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McKeage v. Bass Pro Outdoor World, LLC

United States Court of Appeals, Eighth Circuit

December 4, 2019

Robert McKeage, on behalf of themselves and all others similarly situated; Janet McKeage, on behalf of themselves and all others similarly situated Plaintiffs - Appellants
v.
Bass Pro Outdoor World, LLC; TMBC, LLC; Tracker Marine Retail, LLC Defendants - Appellees

          Submitted: September 25, 2019

          Appeal from United States District Court for the Western District of Missouri - Springfield

          Before KELLY, MELLOY, and STRAS, Circuit Judges.

          KELLY, Circuit Judge.

         Robert and Janet McKeage filed this class action lawsuit in 2009. They alleged that TMBC's nationwide practice of charging a fee for preparing legal documents when selling boats and trailers constituted unauthorized law business in violation of Mo. Rev. Stat. §§ 484.010 and 484.020. The district court granted summary judgment to the class and awarded attorney's fees and costs from the common fund. We affirmed the grant of summary judgment but reversed and remanded the award of attorney's fees and costs, directing the district court to enforce a contractual fee-shifting provision that entitled the class to recover "all litigation costs and expenses, including reasonable attorneys' fees" from TMBC.[1] On remand, the district court shifted $2, 398, 353.09 in attorney's fees to TMBC but awarded $700, 000 in costs from the common fund.

         The McKeages appeal. They contend that the district court erred in awarding costs from the common fund, in denying as "speculative" $18, 633.56 in future costs, and in declining to award additional attorney's fees from the common fund. TMBC counters that the class members lack standing to bring this action. We conclude that the plaintiffs have standing, and we find no error in the amount of attorney's fees and costs awarded, but we reverse the district court's decision to award the plaintiffs' costs from the common fund rather than shifting them to TMBC.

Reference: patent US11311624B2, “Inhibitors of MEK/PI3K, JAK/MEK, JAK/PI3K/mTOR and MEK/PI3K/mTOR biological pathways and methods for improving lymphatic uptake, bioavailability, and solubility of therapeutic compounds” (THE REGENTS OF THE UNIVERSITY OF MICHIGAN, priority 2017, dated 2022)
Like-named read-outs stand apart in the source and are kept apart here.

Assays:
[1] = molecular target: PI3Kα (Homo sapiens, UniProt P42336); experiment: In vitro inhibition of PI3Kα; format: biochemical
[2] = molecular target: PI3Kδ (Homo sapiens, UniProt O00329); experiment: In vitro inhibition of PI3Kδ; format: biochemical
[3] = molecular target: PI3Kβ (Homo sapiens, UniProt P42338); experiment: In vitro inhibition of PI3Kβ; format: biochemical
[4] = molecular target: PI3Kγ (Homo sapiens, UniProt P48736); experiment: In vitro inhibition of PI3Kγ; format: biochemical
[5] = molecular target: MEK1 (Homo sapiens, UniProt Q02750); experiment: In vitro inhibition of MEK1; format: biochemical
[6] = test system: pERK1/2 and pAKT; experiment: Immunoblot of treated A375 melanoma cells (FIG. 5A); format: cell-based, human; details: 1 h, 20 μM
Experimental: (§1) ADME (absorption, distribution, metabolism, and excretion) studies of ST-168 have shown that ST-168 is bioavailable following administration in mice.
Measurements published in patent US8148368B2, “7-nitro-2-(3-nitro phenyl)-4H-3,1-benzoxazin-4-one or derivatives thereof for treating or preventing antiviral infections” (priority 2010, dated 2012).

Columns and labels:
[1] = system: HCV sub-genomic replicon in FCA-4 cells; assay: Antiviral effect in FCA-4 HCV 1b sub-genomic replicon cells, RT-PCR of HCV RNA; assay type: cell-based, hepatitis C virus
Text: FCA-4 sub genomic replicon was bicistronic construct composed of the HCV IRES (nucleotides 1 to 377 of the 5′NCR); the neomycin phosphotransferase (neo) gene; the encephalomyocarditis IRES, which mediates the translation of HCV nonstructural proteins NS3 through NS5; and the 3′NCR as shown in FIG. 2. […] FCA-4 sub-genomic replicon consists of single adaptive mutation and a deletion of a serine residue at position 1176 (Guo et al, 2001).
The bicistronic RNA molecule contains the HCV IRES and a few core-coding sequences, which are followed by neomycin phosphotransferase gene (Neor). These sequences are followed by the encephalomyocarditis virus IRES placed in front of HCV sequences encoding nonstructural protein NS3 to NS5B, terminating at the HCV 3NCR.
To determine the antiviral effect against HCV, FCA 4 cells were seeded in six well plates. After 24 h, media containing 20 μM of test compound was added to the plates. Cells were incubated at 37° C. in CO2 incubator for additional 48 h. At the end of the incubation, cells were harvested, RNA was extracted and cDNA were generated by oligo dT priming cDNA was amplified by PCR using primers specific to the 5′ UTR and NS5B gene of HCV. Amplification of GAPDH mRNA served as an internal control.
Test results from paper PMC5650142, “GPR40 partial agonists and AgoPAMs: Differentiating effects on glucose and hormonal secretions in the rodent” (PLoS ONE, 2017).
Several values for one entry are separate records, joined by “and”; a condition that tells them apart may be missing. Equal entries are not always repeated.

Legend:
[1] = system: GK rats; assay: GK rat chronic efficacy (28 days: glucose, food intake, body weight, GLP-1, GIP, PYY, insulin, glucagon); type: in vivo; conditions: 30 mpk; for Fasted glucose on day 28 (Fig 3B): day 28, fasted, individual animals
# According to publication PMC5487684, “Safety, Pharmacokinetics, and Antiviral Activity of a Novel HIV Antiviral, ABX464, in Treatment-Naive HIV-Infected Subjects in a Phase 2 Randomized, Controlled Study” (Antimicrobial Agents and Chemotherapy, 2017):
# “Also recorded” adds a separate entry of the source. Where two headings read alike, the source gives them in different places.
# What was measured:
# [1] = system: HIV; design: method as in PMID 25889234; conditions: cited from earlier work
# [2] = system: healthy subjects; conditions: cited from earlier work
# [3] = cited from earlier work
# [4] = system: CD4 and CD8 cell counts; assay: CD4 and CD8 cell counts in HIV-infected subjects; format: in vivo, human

I. Standing

         After ten years of litigation, TMBC asserts, for the first time, that the class members lack standing because they voluntarily agreed to pay the document fee as part of their boat purchases. In TMBC's view, the class members were not injured because they "wanted what they got and got what they wanted." We disagree.

         The class members have a statutory right not to be charged for law business by a non-attorney. TMBC's violation of that right caused a "particularized" injury that affected the class members in a "personal and individual way." Spokeo, Inc. v. Robins, 136 S.Ct. 1540, 1548 (2016) (citation omitted). Paying a fee they should not have been charged was also a "concrete" injury, not an "abstract" one that does not "actually exist." Id. (cleaned up). Thus, the class members suffered an injury in fact and have standing to bring this action. Cf. Hargis v. Access Capital Funding, LLC, 674 F.3d 783, 791 (8th Cir. 2012) (a plaintiff who did not pay a fee for unauthorized legal services did not have standing to bring an unauthorized-practice-of-law claim).

         II. Attorney's Fees

         The district court initially awarded the class $2, 425, 359.42 in attorney's fees from the common fund (33% of the plaintiffs' untrebled damages). McKeage v. Bass Pro Outdoor World, L.L.C., No. 12-03157-CV-S-GAF, 2015 WL 13637253, at *5 (W.D. Mo. Aug. 11, 2015). We reversed, finding it inequitable for the common fund to pay the entire fee award when a contractual fee-shifting provision entitled the class to recover "all litigation costs and expenses, including reasonable attorneys' fees" from TMBC. McKeage, 847 F.3d at 1004. However, because there is "a distinction between the amount a losing party may be required to pay under an agreed-upon contractual fee-shifting provision and the amount a class member should equitably be required to pay his or her own lawyer under the common fund doctrine," we left the decision of whether to award additional fees from the common fund to the district court's discretion. Id.

         On remand, the district court awarded the class $2, 398, 353.09 in attorney's fees, to be paid by TMBC, under the lodestar method. It declined to award additional attorney's fees from the common fund. On appeal, the McKeages do not contest the district court's lodestar calculation or the amount it shifted to TMBC. They argue only that the district court abused its discretion in not awarding additional attorney's fees from the common fund.

         We emphasized in our prior opinion that the decision of whether to award additional fees from the common fund was discretionary. McKeage, 847 F.3d at 1004. In awarding only the lodestar amount, the district court effectively decided that it was not inequitable for the class to receive the full damages award while class counsel received a presumptively reasonable fee from TMBC. See City of Burlington v. Dague, 505 U.S. 557, 562 (1992) ("We have established a strong presumption that the lodestar represents the reasonable fee." (cleaned up)). The McKeages have not contested the district court's lodestar calculation, and we find no abuse of discretion in the district court's decision to award only that amount.

         III. ...


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